It's old-fashioned, I know, but another good trick for helping with rewrites is to write a first draft by hand. In this age of lap tops, iPads and other convenient mobile devices, sometimes we forget we can just carry a notepad and a pen around with us wherever we go. I wrote the first draft of my novel For a Speck of Gold completely in cursive on yellow notepads when I was working at an after school program back in the early 2000s. While the kids were doing their assignments, I jotted down my ideas. I have written a number of short stories this way while sitting in waiting rooms while my daughter was taking dance or swim lessons.
While this might seem like a waste of time to some - I mean, writing into the computer and saving it is so much easier - think of it as an exercise. I find that I don't write as much by hand as I do when typing, probably because my hand hurts after a while. So, when I go to copy what I've created into my computer, I do an automatic rewrite. I fill in the light paragraphs, fix the obvious mistakes, catch a lot of the repeating words. What this means is, the first draft to be on my computer is already a second draft.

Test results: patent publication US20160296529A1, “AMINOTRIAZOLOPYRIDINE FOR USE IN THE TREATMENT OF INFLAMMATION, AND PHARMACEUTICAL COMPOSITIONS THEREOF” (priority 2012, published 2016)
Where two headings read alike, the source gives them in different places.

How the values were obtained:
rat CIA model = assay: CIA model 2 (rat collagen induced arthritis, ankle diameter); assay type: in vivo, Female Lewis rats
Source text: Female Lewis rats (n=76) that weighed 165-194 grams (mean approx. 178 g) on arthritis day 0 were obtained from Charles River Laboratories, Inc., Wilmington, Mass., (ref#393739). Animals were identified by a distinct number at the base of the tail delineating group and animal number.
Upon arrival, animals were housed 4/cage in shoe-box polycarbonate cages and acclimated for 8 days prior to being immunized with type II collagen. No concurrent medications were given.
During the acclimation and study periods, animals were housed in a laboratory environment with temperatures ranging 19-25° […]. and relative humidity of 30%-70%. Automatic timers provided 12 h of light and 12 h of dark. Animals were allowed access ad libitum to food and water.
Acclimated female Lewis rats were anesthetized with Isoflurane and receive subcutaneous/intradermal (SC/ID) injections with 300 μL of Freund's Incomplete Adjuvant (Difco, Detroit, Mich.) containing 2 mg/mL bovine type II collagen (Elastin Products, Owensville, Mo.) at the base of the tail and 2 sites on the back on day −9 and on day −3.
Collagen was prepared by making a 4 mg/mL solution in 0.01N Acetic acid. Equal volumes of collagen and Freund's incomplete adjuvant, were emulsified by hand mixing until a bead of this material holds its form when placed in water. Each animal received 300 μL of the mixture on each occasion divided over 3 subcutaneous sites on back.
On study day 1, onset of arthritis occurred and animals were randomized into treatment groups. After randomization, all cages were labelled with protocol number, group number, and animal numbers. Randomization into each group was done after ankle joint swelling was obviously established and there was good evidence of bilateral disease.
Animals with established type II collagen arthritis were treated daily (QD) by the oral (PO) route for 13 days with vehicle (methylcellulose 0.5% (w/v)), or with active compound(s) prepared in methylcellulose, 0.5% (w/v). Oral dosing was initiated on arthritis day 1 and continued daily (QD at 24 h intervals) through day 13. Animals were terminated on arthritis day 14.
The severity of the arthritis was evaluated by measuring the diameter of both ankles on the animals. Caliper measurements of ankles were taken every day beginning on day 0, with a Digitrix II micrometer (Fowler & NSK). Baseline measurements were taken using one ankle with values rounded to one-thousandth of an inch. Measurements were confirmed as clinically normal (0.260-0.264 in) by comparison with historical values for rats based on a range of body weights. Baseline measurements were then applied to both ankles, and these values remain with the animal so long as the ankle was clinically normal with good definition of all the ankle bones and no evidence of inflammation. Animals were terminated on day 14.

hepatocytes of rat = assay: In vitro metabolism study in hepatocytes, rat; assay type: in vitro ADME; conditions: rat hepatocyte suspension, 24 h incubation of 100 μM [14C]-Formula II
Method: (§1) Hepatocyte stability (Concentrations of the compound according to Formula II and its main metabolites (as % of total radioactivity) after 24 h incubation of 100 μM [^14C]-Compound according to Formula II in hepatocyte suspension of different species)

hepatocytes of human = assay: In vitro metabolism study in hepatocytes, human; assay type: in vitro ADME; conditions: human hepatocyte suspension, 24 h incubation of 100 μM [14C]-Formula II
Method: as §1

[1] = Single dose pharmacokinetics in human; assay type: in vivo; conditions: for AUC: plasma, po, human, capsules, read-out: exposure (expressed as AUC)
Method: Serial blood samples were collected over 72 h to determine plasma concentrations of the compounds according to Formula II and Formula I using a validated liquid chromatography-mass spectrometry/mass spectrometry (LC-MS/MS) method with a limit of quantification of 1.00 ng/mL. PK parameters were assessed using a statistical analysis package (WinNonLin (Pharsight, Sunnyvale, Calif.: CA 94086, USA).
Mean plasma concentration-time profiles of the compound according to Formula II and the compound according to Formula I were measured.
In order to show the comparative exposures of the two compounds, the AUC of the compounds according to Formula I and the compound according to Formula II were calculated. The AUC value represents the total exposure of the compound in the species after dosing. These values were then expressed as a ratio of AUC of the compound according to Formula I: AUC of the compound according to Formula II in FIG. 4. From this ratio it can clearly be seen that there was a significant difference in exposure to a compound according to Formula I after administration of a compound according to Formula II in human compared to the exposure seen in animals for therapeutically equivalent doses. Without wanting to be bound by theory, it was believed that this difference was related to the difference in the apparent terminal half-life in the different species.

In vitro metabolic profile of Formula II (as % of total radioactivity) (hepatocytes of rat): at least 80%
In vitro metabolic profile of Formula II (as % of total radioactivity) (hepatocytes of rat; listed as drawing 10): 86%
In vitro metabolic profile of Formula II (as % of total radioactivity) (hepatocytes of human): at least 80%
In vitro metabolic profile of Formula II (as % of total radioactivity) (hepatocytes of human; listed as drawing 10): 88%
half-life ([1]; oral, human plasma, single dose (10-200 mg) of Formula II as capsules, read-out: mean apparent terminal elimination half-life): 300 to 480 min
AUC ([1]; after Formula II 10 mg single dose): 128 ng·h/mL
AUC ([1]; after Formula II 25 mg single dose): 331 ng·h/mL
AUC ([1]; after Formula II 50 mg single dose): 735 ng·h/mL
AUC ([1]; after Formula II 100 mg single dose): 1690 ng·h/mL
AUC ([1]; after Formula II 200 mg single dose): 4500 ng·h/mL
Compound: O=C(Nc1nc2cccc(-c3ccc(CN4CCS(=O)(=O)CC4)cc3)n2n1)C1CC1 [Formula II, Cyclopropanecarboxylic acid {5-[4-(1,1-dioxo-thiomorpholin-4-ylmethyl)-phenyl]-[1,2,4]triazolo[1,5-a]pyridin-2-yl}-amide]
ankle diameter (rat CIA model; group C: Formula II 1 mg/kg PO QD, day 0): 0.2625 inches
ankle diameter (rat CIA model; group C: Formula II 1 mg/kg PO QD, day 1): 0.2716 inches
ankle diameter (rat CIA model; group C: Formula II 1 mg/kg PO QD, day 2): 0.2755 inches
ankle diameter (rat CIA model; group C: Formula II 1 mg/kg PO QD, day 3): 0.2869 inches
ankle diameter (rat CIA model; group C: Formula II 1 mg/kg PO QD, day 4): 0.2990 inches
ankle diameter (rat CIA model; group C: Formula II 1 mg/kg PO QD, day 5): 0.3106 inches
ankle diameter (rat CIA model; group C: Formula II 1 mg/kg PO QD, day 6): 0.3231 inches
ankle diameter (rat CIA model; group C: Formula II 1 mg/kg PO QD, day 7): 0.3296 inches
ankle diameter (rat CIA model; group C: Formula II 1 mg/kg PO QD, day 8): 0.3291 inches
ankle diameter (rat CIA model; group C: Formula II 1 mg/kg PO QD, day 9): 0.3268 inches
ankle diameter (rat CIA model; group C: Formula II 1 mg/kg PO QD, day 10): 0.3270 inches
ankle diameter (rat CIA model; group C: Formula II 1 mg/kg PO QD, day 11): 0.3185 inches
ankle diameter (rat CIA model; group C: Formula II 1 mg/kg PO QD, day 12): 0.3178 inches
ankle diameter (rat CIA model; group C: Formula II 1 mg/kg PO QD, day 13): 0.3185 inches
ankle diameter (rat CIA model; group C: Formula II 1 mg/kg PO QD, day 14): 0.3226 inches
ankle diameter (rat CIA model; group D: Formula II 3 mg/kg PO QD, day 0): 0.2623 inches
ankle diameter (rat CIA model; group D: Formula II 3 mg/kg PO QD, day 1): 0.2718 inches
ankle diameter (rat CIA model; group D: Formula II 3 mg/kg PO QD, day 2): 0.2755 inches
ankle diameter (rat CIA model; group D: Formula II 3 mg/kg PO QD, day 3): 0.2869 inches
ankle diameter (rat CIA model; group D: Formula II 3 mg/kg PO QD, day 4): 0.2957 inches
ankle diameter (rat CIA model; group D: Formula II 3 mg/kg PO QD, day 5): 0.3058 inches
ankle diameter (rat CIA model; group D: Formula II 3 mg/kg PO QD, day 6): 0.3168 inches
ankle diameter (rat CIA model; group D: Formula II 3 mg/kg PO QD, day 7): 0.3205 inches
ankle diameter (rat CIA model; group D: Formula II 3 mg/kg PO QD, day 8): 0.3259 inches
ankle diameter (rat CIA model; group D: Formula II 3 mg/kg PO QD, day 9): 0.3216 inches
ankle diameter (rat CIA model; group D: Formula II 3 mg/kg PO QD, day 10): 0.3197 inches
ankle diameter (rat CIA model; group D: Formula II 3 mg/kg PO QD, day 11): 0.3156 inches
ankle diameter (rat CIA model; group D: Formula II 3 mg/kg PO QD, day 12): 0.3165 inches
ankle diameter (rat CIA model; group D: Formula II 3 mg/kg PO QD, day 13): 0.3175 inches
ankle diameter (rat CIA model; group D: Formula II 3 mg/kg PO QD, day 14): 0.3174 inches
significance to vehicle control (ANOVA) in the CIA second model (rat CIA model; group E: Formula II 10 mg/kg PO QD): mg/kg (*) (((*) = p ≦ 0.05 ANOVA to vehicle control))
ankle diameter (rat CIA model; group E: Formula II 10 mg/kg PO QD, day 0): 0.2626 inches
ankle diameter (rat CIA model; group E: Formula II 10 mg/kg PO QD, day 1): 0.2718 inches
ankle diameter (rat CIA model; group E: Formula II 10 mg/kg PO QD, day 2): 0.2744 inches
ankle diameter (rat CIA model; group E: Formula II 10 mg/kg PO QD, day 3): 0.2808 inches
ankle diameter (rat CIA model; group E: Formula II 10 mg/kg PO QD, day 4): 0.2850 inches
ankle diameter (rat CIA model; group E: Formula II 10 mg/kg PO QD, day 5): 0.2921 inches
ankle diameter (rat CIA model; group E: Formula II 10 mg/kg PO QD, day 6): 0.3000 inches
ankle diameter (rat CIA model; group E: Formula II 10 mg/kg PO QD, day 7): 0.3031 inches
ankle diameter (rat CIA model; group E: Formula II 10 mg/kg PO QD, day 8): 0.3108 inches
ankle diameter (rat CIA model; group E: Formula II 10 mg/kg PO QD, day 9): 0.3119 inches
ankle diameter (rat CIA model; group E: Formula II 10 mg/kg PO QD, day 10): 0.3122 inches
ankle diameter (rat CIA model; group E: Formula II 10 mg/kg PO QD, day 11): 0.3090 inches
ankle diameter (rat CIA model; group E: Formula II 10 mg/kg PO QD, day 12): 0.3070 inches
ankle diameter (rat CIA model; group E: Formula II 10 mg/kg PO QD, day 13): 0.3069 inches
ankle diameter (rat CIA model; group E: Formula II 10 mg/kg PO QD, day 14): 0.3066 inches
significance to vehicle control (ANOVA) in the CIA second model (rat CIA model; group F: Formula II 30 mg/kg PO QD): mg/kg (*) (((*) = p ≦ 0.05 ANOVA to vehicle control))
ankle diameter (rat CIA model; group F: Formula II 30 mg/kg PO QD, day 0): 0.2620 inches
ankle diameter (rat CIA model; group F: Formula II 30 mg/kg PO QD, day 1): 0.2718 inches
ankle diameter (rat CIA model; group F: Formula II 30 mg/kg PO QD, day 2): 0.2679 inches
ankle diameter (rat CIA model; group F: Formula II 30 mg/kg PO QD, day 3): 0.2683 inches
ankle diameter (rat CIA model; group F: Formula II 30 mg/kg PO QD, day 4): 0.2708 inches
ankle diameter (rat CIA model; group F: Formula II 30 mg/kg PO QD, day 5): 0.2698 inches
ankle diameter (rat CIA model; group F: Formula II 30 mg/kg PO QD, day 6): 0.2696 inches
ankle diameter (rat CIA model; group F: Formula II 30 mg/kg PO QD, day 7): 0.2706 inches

Give it a try and see how it works for you.
D. G. Driver
Author of books for teens and tweens featuring diverse characters dealing with social or environmental issues, such as her ecofiction fantasy series The Juniper Sawfeather Trilogy and her award-winning novel about autism awareness No One Needed to Know.
Write and Rewrite Blog
“There are no bad stories, just ones that haven’t found their right words yet.” – D. G. Driver, award-winning author of Cry of the Sea, Whisper of the Woods, Echo of the Cliffs and No One Needed to Know.
A blog mostly about the process of revision with occasional guest posts, book reviews, and posts related to my books.